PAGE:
The novel coronavirus SARS-CoV-2 or COVID-19 has infected over a million people with approximately 63K deaths in the United States alone (date: April 30, 2020). While little is known about this coronavirus, COVID-19 is known to initiate pathologic inflammation characterized by elevated ferritin and d-dimer, and pro- inflammatory cytokines such as interleukin (IL) -2R, 6, 10 and Tumor Necrosis Factor-alpha (TNF-?), suggesting that mortality might be due to organ failure driven by hyperinflammation. Cancer patients with COVID-19 infection are at about 3.5 times increased risk of developing severe cases and requiring hospitalization, as has been observed at our Houston Methodist Hospital (HMH) and a published report on patients in Wuhan, China. This administrative supplement is designed to gain in-depth insights onto the immune response of cancer vs. non-cancer COVID-19 patients undergoing pilot therapeutic interventions at HMH that has received very positive clinical outcomes: 1- the use of tocilizumab, an anti-IL-6 receptor antibody (Actemra, Genentech, South San Francisco, CA); and 2- a pilot study of applying Single Donor Banked Bone Marrow Mesenchymal Stromal Cells (MSC) for the Treatment of SARS-CoV-2 Induced Acute Respiratory Failure. We propose to determine the inflammation-related markers and cytokine profiles in COVID-19 infected patients following either anti-IL6 receptor tocilizumab antibody or MSC treatments and to establish correlative immune profiles to predict patient eligibility and clinical outcome. Our group is uniquely poised to conduct this study as we have access to more than a thousand samples of blood specimens (plasma and buffy coat cells) from COVID-19 cancer and non-cancer (control) patients. We believe this will help understand the ongoing processes related to both the immunological response in cancer patients affected with the viral infection and how the management of the disease affect that response and ultimately help develop immunotherapies in COVID-19 infected cancer patients.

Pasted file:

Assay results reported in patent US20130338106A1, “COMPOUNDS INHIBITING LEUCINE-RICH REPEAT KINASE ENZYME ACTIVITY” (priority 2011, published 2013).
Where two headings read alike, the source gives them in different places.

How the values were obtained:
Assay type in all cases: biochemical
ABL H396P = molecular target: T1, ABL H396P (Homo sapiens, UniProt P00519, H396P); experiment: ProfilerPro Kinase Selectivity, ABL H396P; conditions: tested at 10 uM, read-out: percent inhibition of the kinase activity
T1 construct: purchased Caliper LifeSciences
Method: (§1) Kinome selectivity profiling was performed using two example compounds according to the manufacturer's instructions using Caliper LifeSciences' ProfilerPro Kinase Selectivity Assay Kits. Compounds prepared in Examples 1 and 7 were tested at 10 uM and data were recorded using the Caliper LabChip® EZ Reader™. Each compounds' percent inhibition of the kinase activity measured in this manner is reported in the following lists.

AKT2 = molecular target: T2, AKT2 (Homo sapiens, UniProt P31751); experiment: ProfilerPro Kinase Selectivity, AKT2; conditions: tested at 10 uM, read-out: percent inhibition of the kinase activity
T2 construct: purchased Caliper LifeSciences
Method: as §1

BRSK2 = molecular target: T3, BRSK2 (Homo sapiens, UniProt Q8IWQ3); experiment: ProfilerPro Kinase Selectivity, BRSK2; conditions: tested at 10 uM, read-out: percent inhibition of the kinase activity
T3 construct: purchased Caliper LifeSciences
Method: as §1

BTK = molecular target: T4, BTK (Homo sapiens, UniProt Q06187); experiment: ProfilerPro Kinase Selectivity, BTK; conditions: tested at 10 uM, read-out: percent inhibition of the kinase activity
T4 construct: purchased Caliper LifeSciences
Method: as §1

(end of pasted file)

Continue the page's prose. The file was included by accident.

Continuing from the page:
Public Health Relevance

This administrative supplement application aims to understand the ongoing processes related to both the immunological response in cancer patients affected with the COVID-19 viral infection and how the management of the disease affect that response. Cancer patients represent a high-risk population in this pandemic due to their comorbidities, i.e. age and immunocompromised backgrounds, and are prone to developing severe infection requiring hospitalizations. Given the current lack of our knowledge of this virus and any effective treatment regimens, this proposal seeks to determine cytokines and immune profile after experimental treatment of COVID-19 patients with either Tocilizumab (an interleukin-6 inhibitor) or mesenchymal stem cells (MSCs), both thought to limit the cytokine storm observed in COVID-19 patients.

National Institute of Health (NIH)
National Cancer Institute (NCI)
Specialized Center--Cooperative Agreements (U54)
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Special Emphasis Panel (ZCA1)
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Zahir, Nastaran Z
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Methodist Hospital Research Institute
United States
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